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Greeting by His Eminence Elder Metropolitan Apostolos of Derkoi

GREETING
By His Eminence Elder Metropolitan Apostolos of Derkoi
During the Meetings of the National Ladies Philoptochos Society
Within the Framework of the 44th Biennial Clergy-Laity Congress
of the Greek Orthodox Archdiocese of America

(Boston, July 2-5, 2018)

Your Eminence and dear brother in Christ Archbishop Demetrios of America,
Beloved brethren Clergy,
Esteemed President of the National Ladies Philoptochos Society,
Gracious ladies and members of the Philoptochos Chapters,

From the beginning of Christ’s public ministry, in addition to the sacred group of His Holy Apostles, there existed the reverent group of His Holy female disciples. First among them stands the Most Holy Theotokos, followed by esteemed figures such as Mary Magdalene, Mary of Cleopas, Joanna, Salome and many others. These saintly women followed their Teacher and the Apostles, evidently ministering to their daily needs for food, cleanliness and other necessities. History would later remember them with the honorary title of “the Myrrh-bearers.” Shortly thereafter, deaconesses assumed the roles of the Myrrh-bearing women, serving as the primary arm by which the ancient Church enacted philanthropy. Simultaneously, they undertook educational responsibilities within catechism and even lower forms of liturgical service. Indeed, these women were heroines of Christian love. Names of deaconesses such as Phoebe, Olympia, Sylvia, Prokla, Sabiana and many others adorn the history of our Faith. In other words, since the beginning, women have played an active role in the work and life of the Church. And once we begin to mention nuns, ascetic women and abbesses, we open yet another chapter, which is not of the present topic.

Today—most especially in the eparchies of the Orthodox Diaspora, such as the Holy Archdiocese of America and the Metropolises of the New World—it is with great enthusiasm that women assume an active role in ecclesiastical life, primarily through Ladies Philopotchos Chapters. In continuing the work of the Myrrh-bearing women, they tirelessly and willingly sacrifice their time and treasure; they complement the work of the Hierarchs and Clergy; they run to lovingly comfort and support the sick and those in need; and they raise funds to help alleviate the economic burdens of parishes, such as providing them with necessary liturgical items for worship and beautification. They hasten to help both our young children and the elderly—essentially everyone! They assist with stewardship pledges for parishes, Metropolises and the Archdiocese. They organize various community, philanthropic, educational and cultural events. Moreover, all of this is done as bees, or rather, as angels of God! And when I say that they run to provide aid, I mean that you do so, because you are the ones who do these things in the Archdiocese and the Metropolises of America. Therefore, I offer this moment of recognition, praise and the laurel wreath of the Mother Church to you, adding—together with my brother hierarch Metropolitan Maximos of Selyvria—to the sentiments of deep appreciation, paternal love and compassion that His All-Holiness our Ecumenical Patriarch Bartholomew conveyed in his venerable message to you. The Mother Church of Constantinople has repeatedly tasted the fruits of your good dignity, as well as your compassionate support of her needs. You will always have our heartfelt gratitude!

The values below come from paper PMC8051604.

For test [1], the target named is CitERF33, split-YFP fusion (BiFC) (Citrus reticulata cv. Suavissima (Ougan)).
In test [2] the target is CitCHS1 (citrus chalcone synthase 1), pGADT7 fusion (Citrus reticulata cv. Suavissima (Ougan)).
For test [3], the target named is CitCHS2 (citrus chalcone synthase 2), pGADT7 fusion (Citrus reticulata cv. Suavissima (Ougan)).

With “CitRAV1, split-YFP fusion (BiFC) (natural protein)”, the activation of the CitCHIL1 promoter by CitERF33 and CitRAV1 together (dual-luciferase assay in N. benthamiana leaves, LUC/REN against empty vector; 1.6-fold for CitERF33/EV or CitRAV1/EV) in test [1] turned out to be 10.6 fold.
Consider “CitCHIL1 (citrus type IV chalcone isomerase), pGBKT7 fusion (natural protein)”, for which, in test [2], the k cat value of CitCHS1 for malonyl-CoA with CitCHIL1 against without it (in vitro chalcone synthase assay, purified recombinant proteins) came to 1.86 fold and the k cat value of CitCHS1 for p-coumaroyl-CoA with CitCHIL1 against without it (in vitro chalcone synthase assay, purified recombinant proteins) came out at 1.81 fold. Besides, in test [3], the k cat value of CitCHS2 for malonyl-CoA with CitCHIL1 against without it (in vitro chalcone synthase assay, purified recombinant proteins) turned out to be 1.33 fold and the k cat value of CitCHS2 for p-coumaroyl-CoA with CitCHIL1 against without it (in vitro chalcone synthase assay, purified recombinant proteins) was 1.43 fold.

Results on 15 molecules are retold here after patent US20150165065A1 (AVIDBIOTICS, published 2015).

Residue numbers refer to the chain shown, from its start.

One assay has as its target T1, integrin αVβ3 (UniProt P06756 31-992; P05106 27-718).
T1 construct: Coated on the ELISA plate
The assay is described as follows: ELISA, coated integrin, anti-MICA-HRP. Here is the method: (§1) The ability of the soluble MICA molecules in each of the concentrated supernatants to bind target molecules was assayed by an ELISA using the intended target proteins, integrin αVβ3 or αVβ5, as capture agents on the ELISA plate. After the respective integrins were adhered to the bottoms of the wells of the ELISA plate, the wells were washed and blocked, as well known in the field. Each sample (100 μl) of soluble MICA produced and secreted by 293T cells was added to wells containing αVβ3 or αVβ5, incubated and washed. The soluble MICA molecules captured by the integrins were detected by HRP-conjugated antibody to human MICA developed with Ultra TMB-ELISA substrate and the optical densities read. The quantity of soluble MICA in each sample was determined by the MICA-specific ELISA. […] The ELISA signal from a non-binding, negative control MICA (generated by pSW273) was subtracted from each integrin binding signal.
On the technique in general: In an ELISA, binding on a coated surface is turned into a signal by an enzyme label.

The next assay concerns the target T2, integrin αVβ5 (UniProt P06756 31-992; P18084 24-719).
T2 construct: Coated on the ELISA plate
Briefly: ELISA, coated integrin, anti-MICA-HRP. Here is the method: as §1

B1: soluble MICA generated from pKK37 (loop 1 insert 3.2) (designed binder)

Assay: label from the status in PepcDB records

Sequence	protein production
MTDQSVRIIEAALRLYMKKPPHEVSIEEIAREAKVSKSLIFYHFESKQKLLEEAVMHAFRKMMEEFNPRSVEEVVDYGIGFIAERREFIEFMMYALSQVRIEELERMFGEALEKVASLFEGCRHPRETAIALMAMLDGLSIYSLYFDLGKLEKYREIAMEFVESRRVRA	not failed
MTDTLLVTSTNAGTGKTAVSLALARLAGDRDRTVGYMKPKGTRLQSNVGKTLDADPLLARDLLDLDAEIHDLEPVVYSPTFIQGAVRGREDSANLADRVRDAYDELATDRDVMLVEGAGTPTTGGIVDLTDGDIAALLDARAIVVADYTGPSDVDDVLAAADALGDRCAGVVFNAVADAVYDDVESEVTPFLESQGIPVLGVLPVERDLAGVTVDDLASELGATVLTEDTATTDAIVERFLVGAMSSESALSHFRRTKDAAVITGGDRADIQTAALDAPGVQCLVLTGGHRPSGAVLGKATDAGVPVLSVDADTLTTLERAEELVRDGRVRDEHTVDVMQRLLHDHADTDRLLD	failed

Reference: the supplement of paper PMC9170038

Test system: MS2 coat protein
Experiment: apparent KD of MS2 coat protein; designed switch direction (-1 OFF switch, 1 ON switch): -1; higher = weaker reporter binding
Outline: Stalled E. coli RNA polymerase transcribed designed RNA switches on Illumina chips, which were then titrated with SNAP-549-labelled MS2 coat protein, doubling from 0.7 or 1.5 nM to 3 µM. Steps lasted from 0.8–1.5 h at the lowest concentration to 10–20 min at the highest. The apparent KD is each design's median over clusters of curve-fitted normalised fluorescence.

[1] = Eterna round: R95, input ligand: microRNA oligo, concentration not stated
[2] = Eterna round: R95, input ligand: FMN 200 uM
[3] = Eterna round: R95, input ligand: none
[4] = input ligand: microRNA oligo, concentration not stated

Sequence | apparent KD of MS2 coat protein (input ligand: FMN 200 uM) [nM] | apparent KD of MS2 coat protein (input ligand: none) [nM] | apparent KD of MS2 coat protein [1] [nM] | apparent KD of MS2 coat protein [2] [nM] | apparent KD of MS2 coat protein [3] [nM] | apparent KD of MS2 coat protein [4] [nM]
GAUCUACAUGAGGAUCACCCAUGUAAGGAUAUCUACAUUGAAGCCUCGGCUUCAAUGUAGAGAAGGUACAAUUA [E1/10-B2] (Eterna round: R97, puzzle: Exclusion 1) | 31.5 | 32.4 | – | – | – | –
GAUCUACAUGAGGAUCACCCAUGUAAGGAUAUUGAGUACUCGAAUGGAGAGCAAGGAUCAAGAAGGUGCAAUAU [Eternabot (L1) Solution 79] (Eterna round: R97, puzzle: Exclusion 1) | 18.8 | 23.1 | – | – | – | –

Nevertheless, I would like to lovingly underscore the need to recognize that the connection of your local Church with the Ecumenical Patriarchate is not only canonical in nature (for you are one of the blessed Eparchies of the Throne, and basically the most prominent and fruitful), but that it is also primarily ontological. You are the Phanar’s “bone of its bones and flesh of its flesh.” We are all cells and members of the same body. The Patriarch is not merely an administrative supervisor, but the father of all of us—a compassionate one who thinks of you night and day, worries for you and prays for you and your children. He is concerned with the welfare of the Archdiocese, your metropolises, communities and organizations, as well as your ecclesiastical, spiritual, educational and community progress. Please keep this in mind, and pray for our Patriarch, hierarchs and the rest of the coworkers who surround him, and together keep lit the Lantern of our Orthodox and saving Faith; the Lantern of nobility of our devout Genos; the Lantern that bears chief responsibility among the Orthodox Churches throughout the oikoumene. Preserve and protect that which you have inherited from your predecessors—what the Church has always taught and continues to teach—and bequeath it to your children and their own. Teach them to be proud that they are children of the Church: the faithful Orthodox and Greek-Americans who find protection under the double-headed eagle of our most honorable Ecumenical Patriarchate.

May God richly bless you in your spiritual struggle and in all good works you perform for your fellow neighbor, for the Church and for the Omogeneia. May the Virgin Mary keep you securely in her embrace all the days and hours of your lives!